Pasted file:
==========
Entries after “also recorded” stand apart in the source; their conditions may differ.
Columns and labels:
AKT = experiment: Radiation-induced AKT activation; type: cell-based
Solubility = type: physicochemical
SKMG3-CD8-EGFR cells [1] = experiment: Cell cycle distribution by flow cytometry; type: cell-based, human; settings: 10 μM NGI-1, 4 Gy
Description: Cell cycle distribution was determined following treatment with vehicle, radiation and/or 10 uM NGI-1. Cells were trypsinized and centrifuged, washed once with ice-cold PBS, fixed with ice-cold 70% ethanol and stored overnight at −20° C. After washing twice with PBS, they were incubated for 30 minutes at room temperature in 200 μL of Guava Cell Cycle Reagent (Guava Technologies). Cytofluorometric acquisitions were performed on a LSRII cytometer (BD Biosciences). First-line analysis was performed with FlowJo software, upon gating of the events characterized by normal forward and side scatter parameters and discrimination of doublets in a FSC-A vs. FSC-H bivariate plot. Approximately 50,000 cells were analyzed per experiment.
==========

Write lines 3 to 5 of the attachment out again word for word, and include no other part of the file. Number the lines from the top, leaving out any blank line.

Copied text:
AKT = experiment: Radiation-induced AKT activation; type: cell-based
Solubility = type: physicochemical
SKMG3-CD8-EGFR cells [1] = experiment: Cell cycle distribution by flow cytometry; type: cell-based, human; settings: 10 μM NGI-1, 4 Gy